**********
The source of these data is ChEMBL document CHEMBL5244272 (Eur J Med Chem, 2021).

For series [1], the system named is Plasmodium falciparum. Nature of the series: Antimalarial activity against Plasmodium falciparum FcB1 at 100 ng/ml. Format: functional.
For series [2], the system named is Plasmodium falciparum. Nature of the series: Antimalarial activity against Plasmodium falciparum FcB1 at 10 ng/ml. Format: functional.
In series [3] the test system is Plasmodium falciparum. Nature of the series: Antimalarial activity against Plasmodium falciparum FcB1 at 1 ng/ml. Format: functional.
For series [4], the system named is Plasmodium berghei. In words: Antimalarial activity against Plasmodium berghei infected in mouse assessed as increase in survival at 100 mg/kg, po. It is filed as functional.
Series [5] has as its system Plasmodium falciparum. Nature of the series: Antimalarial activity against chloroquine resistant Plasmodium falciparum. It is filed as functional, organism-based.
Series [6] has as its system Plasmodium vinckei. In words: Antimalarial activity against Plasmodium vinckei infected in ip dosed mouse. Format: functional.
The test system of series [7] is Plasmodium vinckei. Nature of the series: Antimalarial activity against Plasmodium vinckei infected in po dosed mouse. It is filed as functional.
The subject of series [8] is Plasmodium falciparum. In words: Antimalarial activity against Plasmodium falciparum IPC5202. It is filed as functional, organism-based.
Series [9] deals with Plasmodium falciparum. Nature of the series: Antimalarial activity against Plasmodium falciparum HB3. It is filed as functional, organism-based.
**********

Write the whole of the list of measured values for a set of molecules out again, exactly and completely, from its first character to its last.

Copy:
The source of these data is ChEMBL document CHEMBL5244272 (Eur J Med Chem, 2021).

For series [1], the system named is Plasmodium falciparum. Nature of the series: Antimalarial activity against Plasmodium falciparum FcB1 at 100 ng/ml. Format: functional.
For series [2], the system named is Plasmodium falciparum. Nature of the series: Antimalarial activity against Plasmodium falciparum FcB1 at 10 ng/ml. Format: functional.
In series [3] the test system is Plasmodium falciparum. Nature of the series: Antimalarial activity against Plasmodium falciparum FcB1 at 1 ng/ml. Format: functional.
For series [4], the system named is Plasmodium berghei. In words: Antimalarial activity against Plasmodium berghei infected in mouse assessed as increase in survival at 100 mg/kg, po. It is filed as functional.
Series [5] has as its system Plasmodium falciparum. Nature of the series: Antimalarial activity against chloroquine resistant Plasmodium falciparum. It is filed as functional, organism-based.
Series [6] has as its system Plasmodium vinckei. In words: Antimalarial activity against Plasmodium vinckei infected in ip dosed mouse. Format: functional.
The test system of series [7] is Plasmodium vinckei. Nature of the series: Antimalarial activity against Plasmodium vinckei infected in po dosed mouse. It is filed as functional.
The subject of series [8] is Plasmodium falciparum. In words: Antimalarial activity against Plasmodium falciparum IPC5202. It is filed as functional, organism-based.
Series [9] deals with Plasmodium falciparum. Nature of the series: Antimalarial activity against Plasmodium falciparum HB3. It is filed as functional, organism-based.